Cookies on this website
We use cookies to ensure that we give you the best experience on our website. If you click 'Continue' we'll assume that you are happy to receive all cookies and you won't see this message again. Click 'Find out more' for information on how to change your cookie settings.

"Cancer patients who smoke would clearly benefit if GPs became more actively involved in offering support to quit smoking." - Professor Paul Aveyard, University of Oxford

Lung cancer survivors who quit smoking within a year of diagnosis will live for longer than those who continue to smoke, according to new research led by the Universities of Oxford and Birmingham.

The findings also revealed that general practitioners are comparatively less likely to intervene and offer stop-smoking support to cancer patients, than they are to people diagnosed with coronary heart disease. This juxtaposition has resulted in lower quit rates among cancer patients.

The study, conducted in collaboration with the University of Nottingham and funded by the NIHR School for Primary Care Research, calls for better support for cancer patients who need help to quit smoking in the first year following diagnosis.

Read more....

Similar stories

Oxford vaccine reaches one billion doses released

The University of Oxford’s and our partners AstraZeneca have today announced that one billion doses of the ChAdOx1 nCov-19 coronavirus vaccine have been released, to more than 170 countries, marking a key milestone as part of the University and AstraZeneca’s joint vision to make the available to the world, on a not-for-profit basis for the world during the pandemic, and in perpetuity for low- and middle-income countries.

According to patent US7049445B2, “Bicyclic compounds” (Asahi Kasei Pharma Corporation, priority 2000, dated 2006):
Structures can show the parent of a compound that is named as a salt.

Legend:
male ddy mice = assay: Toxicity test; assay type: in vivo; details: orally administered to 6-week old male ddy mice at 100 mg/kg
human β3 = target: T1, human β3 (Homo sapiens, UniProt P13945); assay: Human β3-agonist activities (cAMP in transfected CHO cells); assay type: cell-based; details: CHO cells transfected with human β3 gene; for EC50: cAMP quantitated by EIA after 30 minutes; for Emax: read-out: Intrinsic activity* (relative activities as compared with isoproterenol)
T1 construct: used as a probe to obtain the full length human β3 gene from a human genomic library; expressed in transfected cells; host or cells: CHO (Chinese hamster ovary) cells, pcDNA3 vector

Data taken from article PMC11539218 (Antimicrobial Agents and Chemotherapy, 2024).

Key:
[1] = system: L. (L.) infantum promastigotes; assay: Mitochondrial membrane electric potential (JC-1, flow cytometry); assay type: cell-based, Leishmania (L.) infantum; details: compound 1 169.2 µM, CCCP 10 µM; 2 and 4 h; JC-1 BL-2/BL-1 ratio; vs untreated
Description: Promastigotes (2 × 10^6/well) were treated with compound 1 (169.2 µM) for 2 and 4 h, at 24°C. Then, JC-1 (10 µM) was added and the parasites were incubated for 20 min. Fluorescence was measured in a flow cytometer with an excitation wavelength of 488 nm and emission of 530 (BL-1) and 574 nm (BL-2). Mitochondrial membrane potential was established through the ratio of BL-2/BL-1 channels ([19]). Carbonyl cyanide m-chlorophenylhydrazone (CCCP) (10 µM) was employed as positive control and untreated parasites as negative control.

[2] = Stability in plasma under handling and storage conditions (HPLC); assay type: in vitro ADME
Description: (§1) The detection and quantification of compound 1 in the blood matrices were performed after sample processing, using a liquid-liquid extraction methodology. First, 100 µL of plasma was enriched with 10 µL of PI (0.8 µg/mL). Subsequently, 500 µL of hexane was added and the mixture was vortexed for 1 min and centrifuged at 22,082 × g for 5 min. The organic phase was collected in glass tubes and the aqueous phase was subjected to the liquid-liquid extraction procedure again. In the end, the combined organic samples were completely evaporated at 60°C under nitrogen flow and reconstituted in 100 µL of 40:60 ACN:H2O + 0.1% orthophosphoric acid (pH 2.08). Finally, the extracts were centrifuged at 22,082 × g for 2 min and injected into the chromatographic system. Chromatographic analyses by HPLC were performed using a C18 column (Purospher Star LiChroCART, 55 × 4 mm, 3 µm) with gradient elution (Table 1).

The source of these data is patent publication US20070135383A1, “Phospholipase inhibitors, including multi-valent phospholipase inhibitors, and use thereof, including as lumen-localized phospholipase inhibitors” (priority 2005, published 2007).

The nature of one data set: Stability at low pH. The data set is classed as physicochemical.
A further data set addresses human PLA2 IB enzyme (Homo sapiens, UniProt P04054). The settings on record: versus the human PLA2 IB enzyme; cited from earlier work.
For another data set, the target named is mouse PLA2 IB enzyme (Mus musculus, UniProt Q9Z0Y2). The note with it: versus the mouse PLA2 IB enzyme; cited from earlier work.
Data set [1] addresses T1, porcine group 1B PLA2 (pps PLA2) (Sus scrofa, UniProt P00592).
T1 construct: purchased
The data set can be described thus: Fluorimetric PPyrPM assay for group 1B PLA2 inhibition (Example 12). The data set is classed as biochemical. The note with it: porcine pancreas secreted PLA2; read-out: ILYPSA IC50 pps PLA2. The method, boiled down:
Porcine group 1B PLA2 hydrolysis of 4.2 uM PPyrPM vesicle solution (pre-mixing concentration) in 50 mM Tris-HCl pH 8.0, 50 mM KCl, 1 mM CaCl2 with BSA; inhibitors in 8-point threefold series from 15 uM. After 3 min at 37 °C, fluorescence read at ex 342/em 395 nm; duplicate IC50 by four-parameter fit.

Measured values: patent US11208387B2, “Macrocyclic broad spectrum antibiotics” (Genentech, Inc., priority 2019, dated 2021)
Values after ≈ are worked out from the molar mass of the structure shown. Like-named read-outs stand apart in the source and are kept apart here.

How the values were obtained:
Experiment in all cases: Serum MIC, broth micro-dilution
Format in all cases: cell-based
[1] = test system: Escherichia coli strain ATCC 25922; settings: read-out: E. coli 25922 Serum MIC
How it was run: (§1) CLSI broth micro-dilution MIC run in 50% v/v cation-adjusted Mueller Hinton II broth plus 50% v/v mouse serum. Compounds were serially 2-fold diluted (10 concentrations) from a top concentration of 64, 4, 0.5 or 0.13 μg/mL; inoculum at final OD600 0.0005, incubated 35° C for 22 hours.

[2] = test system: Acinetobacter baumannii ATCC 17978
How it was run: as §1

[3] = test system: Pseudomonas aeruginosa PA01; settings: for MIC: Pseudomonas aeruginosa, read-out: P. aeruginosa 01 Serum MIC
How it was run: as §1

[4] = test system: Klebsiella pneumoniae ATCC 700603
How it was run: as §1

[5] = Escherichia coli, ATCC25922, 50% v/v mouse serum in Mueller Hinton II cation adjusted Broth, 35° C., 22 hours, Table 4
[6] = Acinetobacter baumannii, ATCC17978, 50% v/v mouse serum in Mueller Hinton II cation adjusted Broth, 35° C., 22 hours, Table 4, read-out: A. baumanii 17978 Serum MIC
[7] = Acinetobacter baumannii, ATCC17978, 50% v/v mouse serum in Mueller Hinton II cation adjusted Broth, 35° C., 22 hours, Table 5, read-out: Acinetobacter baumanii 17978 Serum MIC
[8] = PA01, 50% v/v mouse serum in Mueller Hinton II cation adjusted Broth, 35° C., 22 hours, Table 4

Phase I trial begins of new vaccine against the Plague

Researchers at the University of Oxford today launched a Phase 1 trial to test a new vaccine against plague.

New therapeutic targets identified in the treatment of psoriatic arthritis

Researchers identify two inflammatory-driving proteins, osteopontin and CCL2, highly expressed in psoriatic arthritis joints.

Treatment choice for rotator cuff disorders could create efficiency and savings for the NHS

A trial that evaluated the clinical and cost effectiveness of physiotherapy treatments for rotator cuff disorders suggests cost savings can be made while maintaining positive patient outcomes.

Neutrophil molecular wiring revealed: transcriptional blueprint of short-lived cells

Researchers publish the first blueprint of transcriptional factors that control neutrophil-driven inflammation in Nature Immunology.